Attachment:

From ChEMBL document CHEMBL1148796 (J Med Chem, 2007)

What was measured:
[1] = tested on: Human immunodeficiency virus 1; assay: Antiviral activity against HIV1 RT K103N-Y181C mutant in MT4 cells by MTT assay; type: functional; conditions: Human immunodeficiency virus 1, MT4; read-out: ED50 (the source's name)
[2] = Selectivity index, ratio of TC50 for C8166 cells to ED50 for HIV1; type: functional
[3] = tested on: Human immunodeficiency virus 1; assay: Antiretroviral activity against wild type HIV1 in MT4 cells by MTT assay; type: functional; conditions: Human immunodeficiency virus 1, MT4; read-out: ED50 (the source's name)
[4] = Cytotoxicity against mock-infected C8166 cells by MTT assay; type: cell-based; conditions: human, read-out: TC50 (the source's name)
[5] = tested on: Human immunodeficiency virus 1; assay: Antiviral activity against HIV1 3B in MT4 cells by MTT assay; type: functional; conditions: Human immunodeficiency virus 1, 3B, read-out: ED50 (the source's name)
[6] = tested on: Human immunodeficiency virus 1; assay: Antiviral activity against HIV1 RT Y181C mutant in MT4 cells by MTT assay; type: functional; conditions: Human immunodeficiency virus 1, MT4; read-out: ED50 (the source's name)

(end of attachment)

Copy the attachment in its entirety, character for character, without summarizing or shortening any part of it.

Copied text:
From ChEMBL document CHEMBL1148796 (J Med Chem, 2007)

What was measured:
[1] = tested on: Human immunodeficiency virus 1; assay: Antiviral activity against HIV1 RT K103N-Y181C mutant in MT4 cells by MTT assay; type: functional; conditions: Human immunodeficiency virus 1, MT4; read-out: ED50 (the source's name)
[2] = Selectivity index, ratio of TC50 for C8166 cells to ED50 for HIV1; type: functional
[3] = tested on: Human immunodeficiency virus 1; assay: Antiretroviral activity against wild type HIV1 in MT4 cells by MTT assay; type: functional; conditions: Human immunodeficiency virus 1, MT4; read-out: ED50 (the source's name)
[4] = Cytotoxicity against mock-infected C8166 cells by MTT assay; type: cell-based; conditions: human, read-out: TC50 (the source's name)
[5] = tested on: Human immunodeficiency virus 1; assay: Antiviral activity against HIV1 3B in MT4 cells by MTT assay; type: functional; conditions: Human immunodeficiency virus 1, 3B, read-out: ED50 (the source's name)
[6] = tested on: Human immunodeficiency virus 1; assay: Antiviral activity against HIV1 RT Y181C mutant in MT4 cells by MTT assay; type: functional; conditions: Human immunodeficiency virus 1, MT4; read-out: ED50 (the source's name)